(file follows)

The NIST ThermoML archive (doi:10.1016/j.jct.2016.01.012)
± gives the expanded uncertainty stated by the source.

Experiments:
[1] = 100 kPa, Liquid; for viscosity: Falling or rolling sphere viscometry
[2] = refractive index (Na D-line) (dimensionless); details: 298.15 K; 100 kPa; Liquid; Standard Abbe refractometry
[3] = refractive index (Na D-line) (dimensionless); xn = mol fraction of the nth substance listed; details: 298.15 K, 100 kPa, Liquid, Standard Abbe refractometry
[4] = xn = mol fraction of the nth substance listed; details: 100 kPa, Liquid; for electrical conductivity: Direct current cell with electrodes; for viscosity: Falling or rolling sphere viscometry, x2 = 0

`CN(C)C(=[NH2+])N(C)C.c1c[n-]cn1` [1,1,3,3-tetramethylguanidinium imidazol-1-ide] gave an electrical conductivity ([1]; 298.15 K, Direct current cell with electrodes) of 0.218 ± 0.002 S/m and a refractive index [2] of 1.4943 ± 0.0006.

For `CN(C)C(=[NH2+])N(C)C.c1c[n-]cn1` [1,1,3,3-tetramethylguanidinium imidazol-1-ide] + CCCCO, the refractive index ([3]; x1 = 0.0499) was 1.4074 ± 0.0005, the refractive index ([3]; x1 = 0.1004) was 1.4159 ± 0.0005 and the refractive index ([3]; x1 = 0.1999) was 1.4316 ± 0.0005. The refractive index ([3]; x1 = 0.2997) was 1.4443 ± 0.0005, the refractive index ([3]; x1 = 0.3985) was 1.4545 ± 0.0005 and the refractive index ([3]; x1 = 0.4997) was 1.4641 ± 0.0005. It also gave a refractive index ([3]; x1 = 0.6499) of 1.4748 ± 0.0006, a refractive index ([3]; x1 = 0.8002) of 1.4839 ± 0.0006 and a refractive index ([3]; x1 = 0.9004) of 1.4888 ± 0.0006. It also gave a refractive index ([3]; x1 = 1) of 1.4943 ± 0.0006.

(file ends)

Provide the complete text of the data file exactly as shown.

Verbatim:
The NIST ThermoML archive (doi:10.1016/j.jct.2016.01.012)
± gives the expanded uncertainty stated by the source.

Experiments:
[1] = 100 kPa, Liquid; for viscosity: Falling or rolling sphere viscometry
[2] = refractive index (Na D-line) (dimensionless); details: 298.15 K; 100 kPa; Liquid; Standard Abbe refractometry
[3] = refractive index (Na D-line) (dimensionless); xn = mol fraction of the nth substance listed; details: 298.15 K, 100 kPa, Liquid, Standard Abbe refractometry
[4] = xn = mol fraction of the nth substance listed; details: 100 kPa, Liquid; for electrical conductivity: Direct current cell with electrodes; for viscosity: Falling or rolling sphere viscometry, x2 = 0

`CN(C)C(=[NH2+])N(C)C.c1c[n-]cn1` [1,1,3,3-tetramethylguanidinium imidazol-1-ide] gave an electrical conductivity ([1]; 298.15 K, Direct current cell with electrodes) of 0.218 ± 0.002 S/m and a refractive index [2] of 1.4943 ± 0.0006.

For `CN(C)C(=[NH2+])N(C)C.c1c[n-]cn1` [1,1,3,3-tetramethylguanidinium imidazol-1-ide] + CCCCO, the refractive index ([3]; x1 = 0.0499) was 1.4074 ± 0.0005, the refractive index ([3]; x1 = 0.1004) was 1.4159 ± 0.0005 and the refractive index ([3]; x1 = 0.1999) was 1.4316 ± 0.0005. The refractive index ([3]; x1 = 0.2997) was 1.4443 ± 0.0005, the refractive index ([3]; x1 = 0.3985) was 1.4545 ± 0.0005 and the refractive index ([3]; x1 = 0.4997) was 1.4641 ± 0.0005. It also gave a refractive index ([3]; x1 = 0.6499) of 1.4748 ± 0.0006, a refractive index ([3]; x1 = 0.8002) of 1.4839 ± 0.0006 and a refractive index ([3]; x1 = 0.9004) of 1.4888 ± 0.0006. It also gave a refractive index ([3]; x1 = 1) of 1.4943 ± 0.0006.